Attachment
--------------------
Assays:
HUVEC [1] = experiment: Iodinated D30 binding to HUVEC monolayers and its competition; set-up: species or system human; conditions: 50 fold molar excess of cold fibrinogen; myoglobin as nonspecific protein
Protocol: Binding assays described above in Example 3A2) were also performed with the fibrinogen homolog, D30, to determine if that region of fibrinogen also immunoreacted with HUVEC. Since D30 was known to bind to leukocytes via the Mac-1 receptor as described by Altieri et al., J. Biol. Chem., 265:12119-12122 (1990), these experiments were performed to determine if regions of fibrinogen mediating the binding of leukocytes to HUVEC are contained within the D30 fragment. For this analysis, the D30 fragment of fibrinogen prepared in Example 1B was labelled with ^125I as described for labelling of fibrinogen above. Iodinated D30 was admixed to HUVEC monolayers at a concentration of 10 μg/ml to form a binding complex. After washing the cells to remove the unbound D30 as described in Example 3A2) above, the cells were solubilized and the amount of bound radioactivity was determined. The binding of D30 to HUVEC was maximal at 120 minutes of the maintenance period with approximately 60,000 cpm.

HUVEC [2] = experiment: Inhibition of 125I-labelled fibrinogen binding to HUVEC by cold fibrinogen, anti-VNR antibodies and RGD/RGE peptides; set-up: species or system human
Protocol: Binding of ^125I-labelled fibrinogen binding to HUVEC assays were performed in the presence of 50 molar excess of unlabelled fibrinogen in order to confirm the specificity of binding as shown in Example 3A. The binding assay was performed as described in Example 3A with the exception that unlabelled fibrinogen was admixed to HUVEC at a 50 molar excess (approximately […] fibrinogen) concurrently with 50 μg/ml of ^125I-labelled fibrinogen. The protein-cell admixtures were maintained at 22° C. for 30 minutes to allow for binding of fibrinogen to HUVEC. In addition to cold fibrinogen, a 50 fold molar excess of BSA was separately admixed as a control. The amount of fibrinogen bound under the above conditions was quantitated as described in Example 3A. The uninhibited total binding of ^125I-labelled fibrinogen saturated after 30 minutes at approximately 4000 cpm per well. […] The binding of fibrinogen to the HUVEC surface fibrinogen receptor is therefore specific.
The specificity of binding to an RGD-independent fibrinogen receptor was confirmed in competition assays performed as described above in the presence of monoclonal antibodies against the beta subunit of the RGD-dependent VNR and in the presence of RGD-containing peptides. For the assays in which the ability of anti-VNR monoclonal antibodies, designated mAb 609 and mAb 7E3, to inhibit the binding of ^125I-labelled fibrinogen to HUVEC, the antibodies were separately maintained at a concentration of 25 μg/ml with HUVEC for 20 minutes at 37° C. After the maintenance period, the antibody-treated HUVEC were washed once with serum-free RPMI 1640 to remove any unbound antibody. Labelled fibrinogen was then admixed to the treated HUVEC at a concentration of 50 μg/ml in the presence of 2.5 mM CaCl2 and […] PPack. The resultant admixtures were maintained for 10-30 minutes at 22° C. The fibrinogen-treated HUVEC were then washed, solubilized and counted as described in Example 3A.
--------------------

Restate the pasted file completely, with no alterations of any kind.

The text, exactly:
Assays:
HUVEC [1] = experiment: Iodinated D30 binding to HUVEC monolayers and its competition; set-up: species or system human; conditions: 50 fold molar excess of cold fibrinogen; myoglobin as nonspecific protein
Protocol: Binding assays described above in Example 3A2) were also performed with the fibrinogen homolog, D30, to determine if that region of fibrinogen also immunoreacted with HUVEC. Since D30 was known to bind to leukocytes via the Mac-1 receptor as described by Altieri et al., J. Biol. Chem., 265:12119-12122 (1990), these experiments were performed to determine if regions of fibrinogen mediating the binding of leukocytes to HUVEC are contained within the D30 fragment. For this analysis, the D30 fragment of fibrinogen prepared in Example 1B was labelled with ^125I as described for labelling of fibrinogen above. Iodinated D30 was admixed to HUVEC monolayers at a concentration of 10 μg/ml to form a binding complex. After washing the cells to remove the unbound D30 as described in Example 3A2) above, the cells were solubilized and the amount of bound radioactivity was determined. The binding of D30 to HUVEC was maximal at 120 minutes of the maintenance period with approximately 60,000 cpm.

HUVEC [2] = experiment: Inhibition of 125I-labelled fibrinogen binding to HUVEC by cold fibrinogen, anti-VNR antibodies and RGD/RGE peptides; set-up: species or system human
Protocol: Binding of ^125I-labelled fibrinogen binding to HUVEC assays were performed in the presence of 50 molar excess of unlabelled fibrinogen in order to confirm the specificity of binding as shown in Example 3A. The binding assay was performed as described in Example 3A with the exception that unlabelled fibrinogen was admixed to HUVEC at a 50 molar excess (approximately […] fibrinogen) concurrently with 50 μg/ml of ^125I-labelled fibrinogen. The protein-cell admixtures were maintained at 22° C. for 30 minutes to allow for binding of fibrinogen to HUVEC. In addition to cold fibrinogen, a 50 fold molar excess of BSA was separately admixed as a control. The amount of fibrinogen bound under the above conditions was quantitated as described in Example 3A. The uninhibited total binding of ^125I-labelled fibrinogen saturated after 30 minutes at approximately 4000 cpm per well. […] The binding of fibrinogen to the HUVEC surface fibrinogen receptor is therefore specific.
The specificity of binding to an RGD-independent fibrinogen receptor was confirmed in competition assays performed as described above in the presence of monoclonal antibodies against the beta subunit of the RGD-dependent VNR and in the presence of RGD-containing peptides. For the assays in which the ability of anti-VNR monoclonal antibodies, designated mAb 609 and mAb 7E3, to inhibit the binding of ^125I-labelled fibrinogen to HUVEC, the antibodies were separately maintained at a concentration of 25 μg/ml with HUVEC for 20 minutes at 37° C. After the maintenance period, the antibody-treated HUVEC were washed once with serum-free RPMI 1640 to remove any unbound antibody. Labelled fibrinogen was then admixed to the treated HUVEC at a concentration of 50 μg/ml in the presence of 2.5 mM CaCl2 and […] PPack. The resultant admixtures were maintained for 10-30 minutes at 22° C. The fibrinogen-treated HUVEC were then washed, solubilized and counted as described in Example 3A.